I am now in my last month here in Rio and not at all looking forward to having to leave soon! The project that I am helping with at Criola is at its height. The women have participated in social media workshops and a photography workshop, and have planned their own community events around political topics of their choosing. They take photos and videos at these events and post them on the group’s blog and Facebook. So far there have been two events, and there will be more in August and September that I will unfortunately have to miss.

The women of the group and I have become very close. I’ve visited some of their houses a few times, where they made delicious food, told me dozens of stories about their lives, and introduced me to their families. These visits have helped me put the project’s goals into perspective. For example, I visited the house of Conceição, one of the group’s participants, who lives in a city of around 500,000 residents about an hour (by bus) outside of Rio. The first thing that I noticed when I got there was that few of the residential roads were fully paved, and that many people were riding on carts pulled by horses. A major change of scenery from Rio! But many of the city’s residents work in Rio, including Conceição. She told me that she has worked in Copacabana for 30 years cleaning one family’s house and doing their laundry. Her husband died 15 years ago, and although she lives alone, her daughter’s family lives a few houses down and her five-year-old granddaughter is aways at her house.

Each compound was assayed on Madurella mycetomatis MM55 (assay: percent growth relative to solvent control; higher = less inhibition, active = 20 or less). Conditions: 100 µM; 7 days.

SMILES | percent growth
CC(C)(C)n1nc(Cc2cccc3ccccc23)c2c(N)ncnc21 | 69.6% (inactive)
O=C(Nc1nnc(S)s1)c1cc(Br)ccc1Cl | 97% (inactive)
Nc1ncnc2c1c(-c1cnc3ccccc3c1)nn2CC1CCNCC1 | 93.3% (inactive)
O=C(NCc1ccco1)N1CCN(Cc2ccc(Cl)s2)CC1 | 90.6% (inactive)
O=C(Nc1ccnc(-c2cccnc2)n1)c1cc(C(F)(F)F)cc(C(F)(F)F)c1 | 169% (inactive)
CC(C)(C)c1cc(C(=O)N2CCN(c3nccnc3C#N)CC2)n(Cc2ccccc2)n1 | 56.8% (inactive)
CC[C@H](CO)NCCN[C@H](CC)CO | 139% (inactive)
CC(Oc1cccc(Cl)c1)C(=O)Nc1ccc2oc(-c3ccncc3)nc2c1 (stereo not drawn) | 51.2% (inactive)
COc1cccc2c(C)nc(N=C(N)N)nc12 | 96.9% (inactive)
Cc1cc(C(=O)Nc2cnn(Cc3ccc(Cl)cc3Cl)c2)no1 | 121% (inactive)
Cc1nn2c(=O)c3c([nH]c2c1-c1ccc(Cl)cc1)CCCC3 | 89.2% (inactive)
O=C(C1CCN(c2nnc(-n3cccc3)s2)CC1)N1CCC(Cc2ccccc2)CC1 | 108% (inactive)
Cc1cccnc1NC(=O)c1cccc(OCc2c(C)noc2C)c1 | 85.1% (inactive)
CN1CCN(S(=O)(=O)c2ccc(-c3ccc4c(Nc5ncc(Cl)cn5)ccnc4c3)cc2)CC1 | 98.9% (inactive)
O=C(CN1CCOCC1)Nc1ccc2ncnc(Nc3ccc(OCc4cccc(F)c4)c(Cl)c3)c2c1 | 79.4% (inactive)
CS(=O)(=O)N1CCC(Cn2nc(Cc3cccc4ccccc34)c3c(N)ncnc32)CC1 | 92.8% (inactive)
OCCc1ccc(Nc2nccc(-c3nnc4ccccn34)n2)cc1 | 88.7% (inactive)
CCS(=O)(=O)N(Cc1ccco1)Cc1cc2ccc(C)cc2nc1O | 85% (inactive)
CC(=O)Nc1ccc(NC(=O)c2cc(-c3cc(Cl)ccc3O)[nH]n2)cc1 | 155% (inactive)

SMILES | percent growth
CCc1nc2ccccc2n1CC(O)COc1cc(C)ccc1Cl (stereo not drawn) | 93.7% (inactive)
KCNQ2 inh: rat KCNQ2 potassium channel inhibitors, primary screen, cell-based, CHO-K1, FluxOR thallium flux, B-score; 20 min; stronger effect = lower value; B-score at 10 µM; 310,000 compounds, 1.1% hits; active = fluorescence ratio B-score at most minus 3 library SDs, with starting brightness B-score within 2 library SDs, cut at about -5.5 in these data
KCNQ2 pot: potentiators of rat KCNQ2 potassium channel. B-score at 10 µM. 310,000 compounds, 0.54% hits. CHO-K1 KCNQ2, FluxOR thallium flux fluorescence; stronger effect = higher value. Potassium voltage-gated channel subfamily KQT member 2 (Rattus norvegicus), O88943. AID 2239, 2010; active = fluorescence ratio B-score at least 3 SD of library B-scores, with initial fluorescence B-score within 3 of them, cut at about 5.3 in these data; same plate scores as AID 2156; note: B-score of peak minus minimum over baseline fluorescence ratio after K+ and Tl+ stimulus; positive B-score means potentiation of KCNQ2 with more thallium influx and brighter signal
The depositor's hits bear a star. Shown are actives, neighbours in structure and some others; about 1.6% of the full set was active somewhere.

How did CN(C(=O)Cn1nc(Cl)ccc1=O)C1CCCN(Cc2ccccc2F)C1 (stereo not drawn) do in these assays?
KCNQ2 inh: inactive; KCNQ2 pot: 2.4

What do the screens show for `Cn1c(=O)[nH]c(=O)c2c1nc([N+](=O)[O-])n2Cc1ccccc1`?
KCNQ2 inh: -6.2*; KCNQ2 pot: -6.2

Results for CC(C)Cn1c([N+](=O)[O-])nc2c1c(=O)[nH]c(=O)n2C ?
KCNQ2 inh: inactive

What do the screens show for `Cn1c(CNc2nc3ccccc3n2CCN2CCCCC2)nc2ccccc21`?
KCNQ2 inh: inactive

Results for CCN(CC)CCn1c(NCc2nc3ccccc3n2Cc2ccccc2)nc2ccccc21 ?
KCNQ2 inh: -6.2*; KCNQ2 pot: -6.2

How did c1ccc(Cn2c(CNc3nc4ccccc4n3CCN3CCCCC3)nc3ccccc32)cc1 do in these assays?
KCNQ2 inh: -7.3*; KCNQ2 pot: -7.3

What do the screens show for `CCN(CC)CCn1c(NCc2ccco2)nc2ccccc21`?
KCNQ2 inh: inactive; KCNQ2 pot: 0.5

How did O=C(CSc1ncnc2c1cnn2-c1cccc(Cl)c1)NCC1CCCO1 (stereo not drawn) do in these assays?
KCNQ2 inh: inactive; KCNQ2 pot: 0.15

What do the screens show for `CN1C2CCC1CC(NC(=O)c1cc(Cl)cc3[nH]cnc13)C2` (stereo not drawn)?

A group member learns to Skype

Group members learn to Skype at a workshop

But these facts about Conceição’s life don’t even begin to describe the powerhouse that she is. The second time I visited her house, she told me that she ran for city council a few years back and showed me her campaign poster. She mentioned how difficult it was for her as a black woman to do so, and how her family still tells her that she should be in politics. She expressed her hesitance, saying that she enjoys working and didn’t want to live the life of a politician. However from our conversations I know that she has very poignant criticisms of her city’s governance that are based on her own personal experiences and challenges.

Reflecting on my conversations with Conceição, I can easily see the benefits of Criola’s project. I see how so many women in Rio de Janeiro have profound stories to tell, but are never given the chance and/or the outlets to communicate their insights. I think about how each time I visited Conceição’s house, the Internet was not working regardless of the fact that she had paid for it. Or the stories she told about helping women in her community who had been victims of domestic violence when local law enforcement did not help. Whereas before, conversations around these issues may have only occurred at home or among close friends, now these conversations are recorded, photographed, and made public to a global audience by the women themselves. I’ve happily spent hours translating their blog and reports of their events into English to make their work accessible to a wider audience, and I hope that more people will stop to listen to what they have to say.

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Empowering communities in Rio de Janeiro